By Aditi Datta

‘And… smile!’

This two-word cue has framed our ready response when the world is watching. Lights, camera, action. And smile. We now have the pout and {in an ode to my best friend} we even have the smoulder, but they don’t have the same staying or swaying power as the good old smile. If you’ve ever wondered what exactly to do with your face while getting your passport picture taken, you’ll know how difficult it is to confront the camera {and quite possibly, the world} without a smile.

Because, you know, you’re never fully dressed without one. Without trying to apply the ubiquitous trend of dichotomy in world truths, there really are only two reasons to smile. One is out of genuine joy, and the other is with agenda. One is an expression that often can’t be controlled, and the other is punctuation. One is when a baby sees a duck, and the other is when a baby sees a clown.

Simple enough, but then the digital age came and made it all so murky. Enough has been said about how the written word lacks inflection. Enough messages are analysed in early dating days that prove typed text is wildly open to interpretation. Enough email drafts are typed, deleted, slept over and retyped before being sent, to tell us that tone is tricky business. But there is this slight issue that personally perturbs – whatever happens when you were turning that frown upside down?

I, for one, was very happy when the smiley became part of written language. If only there was a campaign to include it in the dictionary! Two eyes, maybe a nose/maybe not, but always the curved glee of a grin. We even had expressions for shock, horror, agony and ecstasy, like modern-day hieroglyphics, which I’ve been too quick to avoid. As a writer who’s been trained to think that ‘very hungry’ is a lazy shortcut to ‘famished’, I was quite certain I didn’t need conglomerations of semi-colons and alphabet in order to make my point.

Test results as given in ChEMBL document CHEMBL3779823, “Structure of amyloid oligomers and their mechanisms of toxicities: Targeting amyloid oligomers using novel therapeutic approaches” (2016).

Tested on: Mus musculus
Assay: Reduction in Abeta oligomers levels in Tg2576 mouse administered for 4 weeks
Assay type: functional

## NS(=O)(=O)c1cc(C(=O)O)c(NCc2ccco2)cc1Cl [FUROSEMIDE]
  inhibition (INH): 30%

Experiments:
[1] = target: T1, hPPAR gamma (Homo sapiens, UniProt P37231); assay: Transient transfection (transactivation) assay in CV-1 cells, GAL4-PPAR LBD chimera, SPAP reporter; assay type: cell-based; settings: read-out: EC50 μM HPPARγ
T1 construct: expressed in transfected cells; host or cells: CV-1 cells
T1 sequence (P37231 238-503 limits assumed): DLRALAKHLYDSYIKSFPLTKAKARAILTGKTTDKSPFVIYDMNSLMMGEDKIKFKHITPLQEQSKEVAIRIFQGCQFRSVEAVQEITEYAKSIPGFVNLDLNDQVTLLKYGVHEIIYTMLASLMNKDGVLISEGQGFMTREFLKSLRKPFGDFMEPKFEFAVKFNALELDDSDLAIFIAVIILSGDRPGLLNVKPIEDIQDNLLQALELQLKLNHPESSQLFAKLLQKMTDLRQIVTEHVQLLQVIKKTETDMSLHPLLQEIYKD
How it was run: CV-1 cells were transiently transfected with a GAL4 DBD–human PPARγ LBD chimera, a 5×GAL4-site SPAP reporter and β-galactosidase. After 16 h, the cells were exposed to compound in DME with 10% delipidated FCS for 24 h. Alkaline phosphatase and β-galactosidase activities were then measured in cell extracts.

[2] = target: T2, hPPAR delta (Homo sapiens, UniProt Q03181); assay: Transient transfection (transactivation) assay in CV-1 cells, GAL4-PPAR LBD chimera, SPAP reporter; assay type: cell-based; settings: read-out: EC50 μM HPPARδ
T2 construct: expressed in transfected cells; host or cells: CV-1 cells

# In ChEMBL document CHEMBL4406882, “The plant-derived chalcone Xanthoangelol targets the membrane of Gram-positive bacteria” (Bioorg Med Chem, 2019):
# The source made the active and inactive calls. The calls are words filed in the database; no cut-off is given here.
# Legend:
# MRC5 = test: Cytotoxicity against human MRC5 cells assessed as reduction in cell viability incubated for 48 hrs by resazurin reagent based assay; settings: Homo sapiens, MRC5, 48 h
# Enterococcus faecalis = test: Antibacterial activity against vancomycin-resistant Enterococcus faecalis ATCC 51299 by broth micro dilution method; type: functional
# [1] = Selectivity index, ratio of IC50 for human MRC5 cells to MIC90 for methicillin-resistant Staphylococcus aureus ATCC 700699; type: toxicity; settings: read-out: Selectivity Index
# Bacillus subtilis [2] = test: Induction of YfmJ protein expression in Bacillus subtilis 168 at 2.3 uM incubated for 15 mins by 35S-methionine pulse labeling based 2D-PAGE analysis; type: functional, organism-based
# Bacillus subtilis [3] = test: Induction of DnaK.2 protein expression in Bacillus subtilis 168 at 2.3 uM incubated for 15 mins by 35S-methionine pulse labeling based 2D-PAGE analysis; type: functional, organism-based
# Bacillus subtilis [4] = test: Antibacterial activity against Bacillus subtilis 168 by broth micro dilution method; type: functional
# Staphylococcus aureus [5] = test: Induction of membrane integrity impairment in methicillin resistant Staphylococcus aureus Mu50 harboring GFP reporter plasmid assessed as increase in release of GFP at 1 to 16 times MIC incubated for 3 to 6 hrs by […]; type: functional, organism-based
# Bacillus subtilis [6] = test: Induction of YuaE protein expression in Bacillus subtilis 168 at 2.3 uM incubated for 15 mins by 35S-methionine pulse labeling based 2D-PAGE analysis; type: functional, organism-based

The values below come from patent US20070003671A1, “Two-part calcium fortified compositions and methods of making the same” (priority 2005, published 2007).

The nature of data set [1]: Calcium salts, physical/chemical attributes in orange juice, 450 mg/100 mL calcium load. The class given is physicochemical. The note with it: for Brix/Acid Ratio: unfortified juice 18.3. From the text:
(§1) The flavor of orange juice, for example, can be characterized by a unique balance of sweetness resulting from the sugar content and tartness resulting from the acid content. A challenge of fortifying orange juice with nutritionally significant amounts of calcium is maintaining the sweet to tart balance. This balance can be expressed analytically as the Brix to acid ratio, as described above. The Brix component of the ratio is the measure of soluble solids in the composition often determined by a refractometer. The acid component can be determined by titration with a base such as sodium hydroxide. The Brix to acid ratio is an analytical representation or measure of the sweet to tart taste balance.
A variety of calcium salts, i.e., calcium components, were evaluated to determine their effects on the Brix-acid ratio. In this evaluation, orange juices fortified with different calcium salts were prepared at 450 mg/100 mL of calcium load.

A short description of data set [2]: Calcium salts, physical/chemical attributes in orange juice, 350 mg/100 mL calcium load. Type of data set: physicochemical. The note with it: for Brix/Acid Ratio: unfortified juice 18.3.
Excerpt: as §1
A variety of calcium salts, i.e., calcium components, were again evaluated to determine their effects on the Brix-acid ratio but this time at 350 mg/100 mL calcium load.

Except that I was stuck when it came to my turn to smiley.

If you knew me, you might call me droll. Some say funny, some say sarcastic, and without taking an online quiz or an inward journey to find the right descriptor, let’s just say, there is general agreement about some kind of humour. Usually delivered in person. With some semblance of a smile.

As the written word started so closely resembling the spoken one, I joined countless others who sought solace in data and not in voice. And so I went about the early days of my career, inserting too many smiley faces in too many emails. Because I smileyed as I would in real life. Yes, I was genuinely pleased to ‘e-meet you.’ Yes, I did indeed think we could pull this off together. Even when I was reinforcing the importance of a particular deadline, there was always a joke that I couldn’t resist making. Even when I was going to bang down the door, a knock knock was never too far behind.

And I loved the camaraderie of us email writers, writing and smiling, smiling and writing, oftentimes exclaiming {because a certain kind of email writer did that, you know}. Until I started seeing the strategic sort of smiley, when an ominous stage was about to be set, or when colleagues slimed out of commitments by making you an ally. A smiley could be a warning. A straightjacketed refusal. It could be an act of sucking up and bearing it. {Sort of like when the poor clown sees a baby.}

A smiley could be anything but a smile.

This is when it got bewildering. Is it possible that everybody didn’t smiley like they meant it? Would I compromise my position as a professional grown-up by adopting teenage girl text? Worse, would I run the risk as a woman of not having the conviction to make my point without softening the blow first? Could I afford to come across as meek but nice, when I knew in fact I was being firm but polite?

I tried life without smileys, but then I sounded too stern. I tried to compensate with gushing words, but never sounded genuine. I even explored exclamation marks, but then came across as too excited about a courier having been tracked; more than any self-respecting adult could conceivably be. As I e-converse with editors who I’ve never met in person, will my expressiveness on email become the equivalent of the weak handshake?

To smiley or not to smiley – I’m still figuring it out.